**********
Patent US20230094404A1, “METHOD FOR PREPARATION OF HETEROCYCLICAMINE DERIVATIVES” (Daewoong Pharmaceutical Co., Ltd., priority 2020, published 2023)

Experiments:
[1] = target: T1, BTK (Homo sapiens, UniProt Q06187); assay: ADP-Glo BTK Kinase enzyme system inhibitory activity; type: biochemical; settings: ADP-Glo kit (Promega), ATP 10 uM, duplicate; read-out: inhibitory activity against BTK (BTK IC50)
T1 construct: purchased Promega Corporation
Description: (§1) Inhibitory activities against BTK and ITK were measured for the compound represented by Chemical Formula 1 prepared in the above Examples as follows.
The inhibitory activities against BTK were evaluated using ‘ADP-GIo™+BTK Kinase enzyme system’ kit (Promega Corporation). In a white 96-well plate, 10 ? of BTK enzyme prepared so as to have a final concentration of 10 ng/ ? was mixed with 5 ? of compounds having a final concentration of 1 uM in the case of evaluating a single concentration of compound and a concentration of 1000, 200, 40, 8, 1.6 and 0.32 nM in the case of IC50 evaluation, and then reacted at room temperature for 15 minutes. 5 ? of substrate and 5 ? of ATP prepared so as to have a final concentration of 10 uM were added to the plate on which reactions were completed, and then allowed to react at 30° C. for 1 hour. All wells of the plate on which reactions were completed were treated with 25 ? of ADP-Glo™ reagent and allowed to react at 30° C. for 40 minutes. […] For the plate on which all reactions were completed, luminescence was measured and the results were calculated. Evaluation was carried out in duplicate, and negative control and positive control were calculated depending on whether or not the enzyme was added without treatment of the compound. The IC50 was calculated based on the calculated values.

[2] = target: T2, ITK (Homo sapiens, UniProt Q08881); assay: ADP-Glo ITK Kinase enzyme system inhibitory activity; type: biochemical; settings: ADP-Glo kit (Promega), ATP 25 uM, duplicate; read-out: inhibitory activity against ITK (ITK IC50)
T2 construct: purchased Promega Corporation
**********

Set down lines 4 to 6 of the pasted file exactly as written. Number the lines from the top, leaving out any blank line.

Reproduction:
T1 construct: purchased Promega Corporation
Description: (§1) Inhibitory activities against BTK and ITK were measured for the compound represented by Chemical Formula 1 prepared in the above Examples as follows.
The inhibitory activities against BTK were evaluated using ‘ADP-GIo™+BTK Kinase enzyme system’ kit (Promega Corporation). In a white 96-well plate, 10 ? of BTK enzyme prepared so as to have a final concentration of 10 ng/ ? was mixed with 5 ? of compounds having a final concentration of 1 uM in the case of evaluating a single concentration of compound and a concentration of 1000, 200, 40, 8, 1.6 and 0.32 nM in the case of IC50 evaluation, and then reacted at room temperature for 15 minutes. 5 ? of substrate and 5 ? of ATP prepared so as to have a final concentration of 10 uM were added to the plate on which reactions were completed, and then allowed to react at 30° C. for 1 hour. All wells of the plate on which reactions were completed were treated with 25 ? of ADP-Glo™ reagent and allowed to react at 30° C. for 40 minutes. […] For the plate on which all reactions were completed, luminescence was measured and the results were calculated. Evaluation was carried out in duplicate, and negative control and positive control were calculated depending on whether or not the enzyme was added without treatment of the compound. The IC50 was calculated based on the calculated values.